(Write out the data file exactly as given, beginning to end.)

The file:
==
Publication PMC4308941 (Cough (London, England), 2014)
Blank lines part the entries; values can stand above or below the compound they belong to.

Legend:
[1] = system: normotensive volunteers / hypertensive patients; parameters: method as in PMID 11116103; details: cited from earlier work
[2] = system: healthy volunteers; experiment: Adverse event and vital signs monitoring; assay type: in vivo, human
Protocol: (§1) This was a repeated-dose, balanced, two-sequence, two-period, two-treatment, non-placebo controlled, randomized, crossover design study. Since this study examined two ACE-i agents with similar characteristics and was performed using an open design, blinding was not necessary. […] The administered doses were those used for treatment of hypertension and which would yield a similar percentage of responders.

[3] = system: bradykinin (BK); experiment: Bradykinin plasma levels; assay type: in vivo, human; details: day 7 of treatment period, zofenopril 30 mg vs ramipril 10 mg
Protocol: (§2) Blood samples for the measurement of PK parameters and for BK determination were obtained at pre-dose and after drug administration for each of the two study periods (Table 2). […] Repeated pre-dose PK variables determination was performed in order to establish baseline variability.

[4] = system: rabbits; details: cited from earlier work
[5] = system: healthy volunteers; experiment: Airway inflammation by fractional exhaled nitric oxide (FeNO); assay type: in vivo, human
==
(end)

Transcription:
Publication PMC4308941 (Cough (London, England), 2014)
Blank lines part the entries; values can stand above or below the compound they belong to.

Legend:
[1] = system: normotensive volunteers / hypertensive patients; parameters: method as in PMID 11116103; details: cited from earlier work
[2] = system: healthy volunteers; experiment: Adverse event and vital signs monitoring; assay type: in vivo, human
Protocol: (§1) This was a repeated-dose, balanced, two-sequence, two-period, two-treatment, non-placebo controlled, randomized, crossover design study. Since this study examined two ACE-i agents with similar characteristics and was performed using an open design, blinding was not necessary. […] The administered doses were those used for treatment of hypertension and which would yield a similar percentage of responders.

[3] = system: bradykinin (BK); experiment: Bradykinin plasma levels; assay type: in vivo, human; details: day 7 of treatment period, zofenopril 30 mg vs ramipril 10 mg
Protocol: (§2) Blood samples for the measurement of PK parameters and for BK determination were obtained at pre-dose and after drug administration for each of the two study periods (Table 2). […] Repeated pre-dose PK variables determination was performed in order to establish baseline variability.

[4] = system: rabbits; details: cited from earlier work
[5] = system: healthy volunteers; experiment: Airway inflammation by fractional exhaled nitric oxide (FeNO); assay type: in vivo, human